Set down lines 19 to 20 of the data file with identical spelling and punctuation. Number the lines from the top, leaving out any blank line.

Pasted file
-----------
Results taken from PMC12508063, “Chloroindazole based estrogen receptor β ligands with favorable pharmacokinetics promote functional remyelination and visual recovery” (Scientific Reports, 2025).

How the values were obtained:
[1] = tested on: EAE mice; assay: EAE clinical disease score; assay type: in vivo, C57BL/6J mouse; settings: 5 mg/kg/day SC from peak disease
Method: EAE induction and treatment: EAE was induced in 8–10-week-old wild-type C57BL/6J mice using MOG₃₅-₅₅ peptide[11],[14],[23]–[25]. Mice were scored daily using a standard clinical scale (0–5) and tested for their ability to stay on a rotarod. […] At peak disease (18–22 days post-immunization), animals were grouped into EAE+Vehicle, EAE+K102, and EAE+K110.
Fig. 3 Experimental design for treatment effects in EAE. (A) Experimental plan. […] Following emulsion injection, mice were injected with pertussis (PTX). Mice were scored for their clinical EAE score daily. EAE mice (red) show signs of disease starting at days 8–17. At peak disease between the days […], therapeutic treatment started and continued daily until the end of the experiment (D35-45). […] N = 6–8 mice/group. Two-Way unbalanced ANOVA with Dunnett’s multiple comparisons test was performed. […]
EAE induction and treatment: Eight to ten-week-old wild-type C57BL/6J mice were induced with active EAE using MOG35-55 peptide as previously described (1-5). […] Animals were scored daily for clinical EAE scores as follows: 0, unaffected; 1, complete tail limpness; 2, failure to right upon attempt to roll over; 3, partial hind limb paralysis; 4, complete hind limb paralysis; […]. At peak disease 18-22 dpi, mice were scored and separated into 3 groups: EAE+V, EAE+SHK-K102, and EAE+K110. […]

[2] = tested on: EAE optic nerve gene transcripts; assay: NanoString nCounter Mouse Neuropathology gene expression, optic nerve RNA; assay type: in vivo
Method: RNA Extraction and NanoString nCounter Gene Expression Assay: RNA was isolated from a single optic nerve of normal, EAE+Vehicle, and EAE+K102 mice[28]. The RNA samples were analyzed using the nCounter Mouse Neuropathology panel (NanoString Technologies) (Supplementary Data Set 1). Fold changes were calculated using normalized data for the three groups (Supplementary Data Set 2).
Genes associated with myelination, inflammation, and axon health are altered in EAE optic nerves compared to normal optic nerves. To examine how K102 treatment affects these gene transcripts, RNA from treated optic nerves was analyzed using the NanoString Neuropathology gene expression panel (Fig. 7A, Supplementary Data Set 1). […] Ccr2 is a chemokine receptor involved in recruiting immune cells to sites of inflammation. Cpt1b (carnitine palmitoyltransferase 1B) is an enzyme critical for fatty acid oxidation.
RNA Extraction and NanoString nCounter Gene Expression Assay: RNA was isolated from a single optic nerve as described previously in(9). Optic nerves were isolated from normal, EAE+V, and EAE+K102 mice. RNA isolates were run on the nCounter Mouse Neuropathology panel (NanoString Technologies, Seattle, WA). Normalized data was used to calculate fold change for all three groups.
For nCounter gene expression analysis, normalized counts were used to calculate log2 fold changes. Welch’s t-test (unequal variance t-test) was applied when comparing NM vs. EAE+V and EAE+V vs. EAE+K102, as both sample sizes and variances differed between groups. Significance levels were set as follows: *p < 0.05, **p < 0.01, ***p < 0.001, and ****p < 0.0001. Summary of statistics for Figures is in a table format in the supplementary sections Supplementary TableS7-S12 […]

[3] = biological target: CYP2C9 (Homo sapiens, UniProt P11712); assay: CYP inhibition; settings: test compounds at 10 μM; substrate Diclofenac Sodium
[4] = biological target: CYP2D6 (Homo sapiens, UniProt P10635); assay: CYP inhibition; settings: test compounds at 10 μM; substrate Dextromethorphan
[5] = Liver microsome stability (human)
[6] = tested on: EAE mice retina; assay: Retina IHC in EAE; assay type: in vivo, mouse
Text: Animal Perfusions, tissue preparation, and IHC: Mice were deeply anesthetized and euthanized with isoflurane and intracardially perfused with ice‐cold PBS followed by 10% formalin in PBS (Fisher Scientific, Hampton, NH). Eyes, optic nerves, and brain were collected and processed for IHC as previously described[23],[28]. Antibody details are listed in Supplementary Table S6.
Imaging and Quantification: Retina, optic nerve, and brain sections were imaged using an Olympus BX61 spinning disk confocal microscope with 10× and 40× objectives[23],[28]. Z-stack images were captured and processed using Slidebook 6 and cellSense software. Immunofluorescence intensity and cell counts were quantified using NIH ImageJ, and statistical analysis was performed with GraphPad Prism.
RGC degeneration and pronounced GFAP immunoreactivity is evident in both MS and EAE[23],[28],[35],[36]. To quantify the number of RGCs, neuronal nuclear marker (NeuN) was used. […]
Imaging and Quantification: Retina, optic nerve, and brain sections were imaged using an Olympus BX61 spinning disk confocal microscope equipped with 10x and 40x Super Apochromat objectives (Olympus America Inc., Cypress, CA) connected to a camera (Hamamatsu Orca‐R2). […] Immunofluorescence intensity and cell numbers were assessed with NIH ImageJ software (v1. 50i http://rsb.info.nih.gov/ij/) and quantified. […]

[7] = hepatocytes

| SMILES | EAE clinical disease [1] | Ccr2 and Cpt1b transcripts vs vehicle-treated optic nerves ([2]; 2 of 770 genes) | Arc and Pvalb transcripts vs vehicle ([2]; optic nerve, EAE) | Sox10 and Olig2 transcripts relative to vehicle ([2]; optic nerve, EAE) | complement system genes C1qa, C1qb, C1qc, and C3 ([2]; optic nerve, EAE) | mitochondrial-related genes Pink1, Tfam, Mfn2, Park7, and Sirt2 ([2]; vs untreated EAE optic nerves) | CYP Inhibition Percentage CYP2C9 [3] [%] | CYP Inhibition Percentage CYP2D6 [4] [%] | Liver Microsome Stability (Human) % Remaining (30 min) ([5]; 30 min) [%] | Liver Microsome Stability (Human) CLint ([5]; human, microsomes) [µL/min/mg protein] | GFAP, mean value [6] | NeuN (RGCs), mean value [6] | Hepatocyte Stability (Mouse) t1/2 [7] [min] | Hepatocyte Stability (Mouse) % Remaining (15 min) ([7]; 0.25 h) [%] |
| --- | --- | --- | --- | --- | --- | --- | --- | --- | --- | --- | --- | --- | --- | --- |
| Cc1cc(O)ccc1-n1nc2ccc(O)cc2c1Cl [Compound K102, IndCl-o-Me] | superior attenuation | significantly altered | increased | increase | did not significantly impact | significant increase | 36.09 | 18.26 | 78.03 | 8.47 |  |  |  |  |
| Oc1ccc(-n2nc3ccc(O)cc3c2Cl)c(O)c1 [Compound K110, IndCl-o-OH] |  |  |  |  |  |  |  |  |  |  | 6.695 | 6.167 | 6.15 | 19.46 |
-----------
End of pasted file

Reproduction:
Imaging and Quantification: Retina, optic nerve, and brain sections were imaged using an Olympus BX61 spinning disk confocal microscope equipped with 10x and 40x Super Apochromat objectives (Olympus America Inc., Cypress, CA) connected to a camera (Hamamatsu Orca‐R2). […] Immunofluorescence intensity and cell numbers were assessed with NIH ImageJ software (v1. 50i http://rsb.info.nih.gov/ij/) and quantified. […]

[7] = hepatocytes